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NOTRE DAME'S REBOUNDING LEADS TO CLASSIC VICTORY

Date story published: Sunday, December 4, 1988

INDIANAPOLIS -- Suddenly, the "Death Penalty" seemed attractive.

Anything -- even the ultimate NCAA sanction -- compared favorably to the 81-65 beating Notre Dame handed Kentucky yesterday in the Big Four Classic.

For the record, UK does not qualify for the "Death Penalty" -- termination of a program -- should the current NCAA investigation result in sanctions.

All the same, UK looked lifeless enough yesterday to flirt with a defeat of historic proportions.

Only a 41-20 loss in 1936 was more lopsided in the 46-game UK-Notre Dame series. The Cats trailed by as many as 24 (77-53) with 2:50 left.

Rebounding, all agreed, pulled the plug on UK. Notre Dame outrebounded the Cats 53-27. The Irish converted those rebounds into a 24-8 advantage in second-chance points.

"When the other team gets almost as many offensive rebounds (25) as you get total, you know you're in trouble," UK coach Eddie Sutton said. "That's the thing more than anything that beat us. Today, we did just a horrendous job."

Added John Pelphrey, more succinctly: "They cooked us."

It didn't help that LeRon Ellis, one of UK's two big men, missed practices Tuesday, Wednesday and Thursday because of the flu. He was still weak enough not to start and grabbed but four rebounds.

"Sean (Sutton) missed one day and so did Richie Farmer," the UK coach said. "That's not an excuse for losing. We just got beat by a better ballclub. I've never seen our guys play quite that poorly. But there are days we don't play very well. That's to be expected with a young team."

Notre Dame, which has no seniors on its roster, led throughout the final 32 minutes. UK, now 2-3, got no closer than 11 in the second half.

"Basically, our game plan was to keep the press on the whole game, pound on the boards and run our transition game," Notre Dame coach Digger Phelps said, "and we did all three."

Notre Dame's 30-12 first-half rebounding edge produced a 40-27 lead at intermission. The Irish outscored UK 13-4 on second-chance opportunities.

Freshman sensation LaPhonso Ellis, wide-body Scott Paddock and burly Keith Robinson did much of the damage. Ellis and Paddock combined for more first- half rebounds (16) than UK's team (12).

"You have to consider our height," said LaPhonso Ellis, who finished with 12 points and 16 rebounds. "We're all pretty good rebounders. Going into the game, we knew we could win if we played aggressively."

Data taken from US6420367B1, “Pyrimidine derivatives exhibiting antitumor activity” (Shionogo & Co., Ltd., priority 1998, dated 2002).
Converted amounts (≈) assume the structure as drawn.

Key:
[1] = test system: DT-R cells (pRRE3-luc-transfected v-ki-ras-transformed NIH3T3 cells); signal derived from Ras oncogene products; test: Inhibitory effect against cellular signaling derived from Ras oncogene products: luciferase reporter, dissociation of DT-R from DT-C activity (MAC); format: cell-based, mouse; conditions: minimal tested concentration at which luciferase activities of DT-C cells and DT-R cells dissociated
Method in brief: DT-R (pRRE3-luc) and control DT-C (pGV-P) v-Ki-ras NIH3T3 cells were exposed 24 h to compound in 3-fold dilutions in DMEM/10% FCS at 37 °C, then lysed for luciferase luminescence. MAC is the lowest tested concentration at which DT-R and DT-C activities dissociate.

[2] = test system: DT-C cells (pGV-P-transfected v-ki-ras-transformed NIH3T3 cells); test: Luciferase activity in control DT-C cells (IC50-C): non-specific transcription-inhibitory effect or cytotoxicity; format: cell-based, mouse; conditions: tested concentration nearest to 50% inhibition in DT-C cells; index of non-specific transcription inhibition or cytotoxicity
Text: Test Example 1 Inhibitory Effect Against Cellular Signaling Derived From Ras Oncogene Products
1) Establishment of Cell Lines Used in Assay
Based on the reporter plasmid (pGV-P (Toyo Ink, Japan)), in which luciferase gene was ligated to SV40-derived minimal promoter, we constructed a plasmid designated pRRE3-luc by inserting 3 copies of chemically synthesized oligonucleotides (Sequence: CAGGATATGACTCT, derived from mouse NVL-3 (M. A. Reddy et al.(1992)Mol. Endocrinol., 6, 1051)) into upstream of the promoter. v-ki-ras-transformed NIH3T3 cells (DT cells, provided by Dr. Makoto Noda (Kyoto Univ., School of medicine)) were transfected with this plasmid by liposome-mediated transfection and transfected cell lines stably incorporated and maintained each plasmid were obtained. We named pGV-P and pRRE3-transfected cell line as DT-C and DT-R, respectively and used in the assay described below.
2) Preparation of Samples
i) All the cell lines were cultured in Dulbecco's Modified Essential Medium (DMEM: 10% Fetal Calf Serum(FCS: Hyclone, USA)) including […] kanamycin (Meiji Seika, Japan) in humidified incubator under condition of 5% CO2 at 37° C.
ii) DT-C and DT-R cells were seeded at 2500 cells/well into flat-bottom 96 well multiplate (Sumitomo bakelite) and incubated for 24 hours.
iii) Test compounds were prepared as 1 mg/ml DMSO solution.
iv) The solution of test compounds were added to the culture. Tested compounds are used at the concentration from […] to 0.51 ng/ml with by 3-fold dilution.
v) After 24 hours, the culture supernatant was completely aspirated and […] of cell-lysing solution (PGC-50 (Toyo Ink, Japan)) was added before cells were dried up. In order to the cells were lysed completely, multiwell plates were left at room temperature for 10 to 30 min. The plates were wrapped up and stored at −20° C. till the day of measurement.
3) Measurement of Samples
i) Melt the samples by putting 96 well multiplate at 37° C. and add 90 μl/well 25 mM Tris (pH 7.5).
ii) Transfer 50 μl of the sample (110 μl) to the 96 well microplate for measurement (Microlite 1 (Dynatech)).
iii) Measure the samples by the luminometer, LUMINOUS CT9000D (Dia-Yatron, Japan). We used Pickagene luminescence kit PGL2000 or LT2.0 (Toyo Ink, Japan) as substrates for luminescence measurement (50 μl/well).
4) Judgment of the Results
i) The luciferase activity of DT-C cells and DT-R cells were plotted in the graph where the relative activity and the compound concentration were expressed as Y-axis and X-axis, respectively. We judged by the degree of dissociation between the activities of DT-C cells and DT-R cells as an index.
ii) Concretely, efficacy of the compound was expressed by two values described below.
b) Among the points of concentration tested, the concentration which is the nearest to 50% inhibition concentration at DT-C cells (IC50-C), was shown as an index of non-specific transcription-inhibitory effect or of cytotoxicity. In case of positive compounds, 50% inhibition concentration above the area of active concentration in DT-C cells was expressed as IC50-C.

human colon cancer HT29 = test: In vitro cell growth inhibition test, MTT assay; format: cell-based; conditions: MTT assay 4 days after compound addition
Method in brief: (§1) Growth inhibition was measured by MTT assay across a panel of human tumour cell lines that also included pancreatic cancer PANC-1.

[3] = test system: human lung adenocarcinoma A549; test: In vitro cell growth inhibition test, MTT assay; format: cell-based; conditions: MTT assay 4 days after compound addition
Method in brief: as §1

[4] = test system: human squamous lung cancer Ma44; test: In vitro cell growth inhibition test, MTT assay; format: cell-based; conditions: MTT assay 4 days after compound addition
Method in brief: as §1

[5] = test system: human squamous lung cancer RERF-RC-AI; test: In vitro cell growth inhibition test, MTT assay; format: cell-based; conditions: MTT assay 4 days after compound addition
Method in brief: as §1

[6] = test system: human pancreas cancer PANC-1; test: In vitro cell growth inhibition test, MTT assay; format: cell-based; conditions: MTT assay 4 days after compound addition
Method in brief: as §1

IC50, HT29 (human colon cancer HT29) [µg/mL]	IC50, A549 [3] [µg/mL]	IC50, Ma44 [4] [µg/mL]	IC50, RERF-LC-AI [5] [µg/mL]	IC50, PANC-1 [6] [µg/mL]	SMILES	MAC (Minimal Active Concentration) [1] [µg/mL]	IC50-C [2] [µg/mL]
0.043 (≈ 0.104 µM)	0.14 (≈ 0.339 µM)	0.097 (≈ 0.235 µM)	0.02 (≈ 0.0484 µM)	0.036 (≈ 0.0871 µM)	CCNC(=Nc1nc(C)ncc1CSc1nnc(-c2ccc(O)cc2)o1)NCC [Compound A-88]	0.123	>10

UK, by contrast, seemed passive, especially on the boards.

"We weren't boxing out well in the beginning," LeRon Ellis said. "They were getting easy rebounds and that boosted their confidence.

"When we tried, they had their confidence so high, they weren't paying attention."

At times, Notre Dame played volleyball on the offensive glass. After four missed shots, Robinson tapped in a fifth rebound to give the Irish their first 10-point lead, 29-19.

Later, Paddock dunked a third-chance opportunity, making it 34-24. Fouled on the play, Paddock missed the free throw. But LaPhonso Ellis snatched the rebound and dunked it home.

"They're a very good rebounding team, but we certainly didn't do a good job screening off the glass," Sutton said. "

Subpar halves by Reggie Hanson, LeRon Ellis and Mills also contributed to the uphill climb facing the Cats.

The trio had accounted for 67.1 percent of UK's points before yesterday. In the first half, Mills, Hanson and Ellis had only one basket each 15 minutes into the game.

"They sort of had a box-and-one defense," Mills said. "A lot of the time, he was trying to deny the pass in. I don't know if our guys were scared to try to pass in or what."

The rebounding -- or lack thereof -- and poor offense wasted a good UK start. The Cats controlled the tempo early, sneaking to a 5-2 lead.

"Then the bottom fell out," Pelphrey said.

Ironically, a Kentuckian helped turn the tide. Kevin Ellery, a former star at Washington County High, drilled a three-pointer to give Notre Dame its first lead, 7-5. Ellery added three more three-pointers and led the Irish with 15 points.

"I'm happy for him because he was looking for something like that seeing as how he comes from Kentucky," Phelps said. "Last year he didn't play well against Kentucky (0-for-2 from the field in seven minutes). He was ready to play today."

Ellery jumpstarted the Irish in the second half, too.

Point guard Tim Singleton, yet another Irish hero, sparked an early Notre Dame rush. Singleton stripped Pelphrey of the ball and drove for a layup that made it 46-29.

On the next possession, he enduced the befuddled Pelphrey into charging.

"If you were careless at all, that's all he needed," Pelphrey said, "a split second."

Sutton substituted his son for Pelphrey and the Cats made a charge.

Five post-up points from LeRon Ellis and a Derrick Miller three-pointer brought UK to within 48-37 with 14:04 left.

Notre Dame called time, but UK fans got to continue their one chance to cheer when LeRon Ellis blocked LaPhonso Ellis' shot in the lane.

With the UK partisans now roaring, Hanson ducked into the lane for a jump hook. The meek shot never reached the basket.

Ellery then faked Deron Feldhaus off the floor and delivered a short jumper and three-point play. That made it 51-37 and started an 8-0 run, concluded by another Ellery three-pointer, that effectively buried the Cats.

Asked what he thought when UK closed to within 48-37, Sutton smiled and said, "I hoped we could sustain the momentum. But we still had a good mountain to climb."

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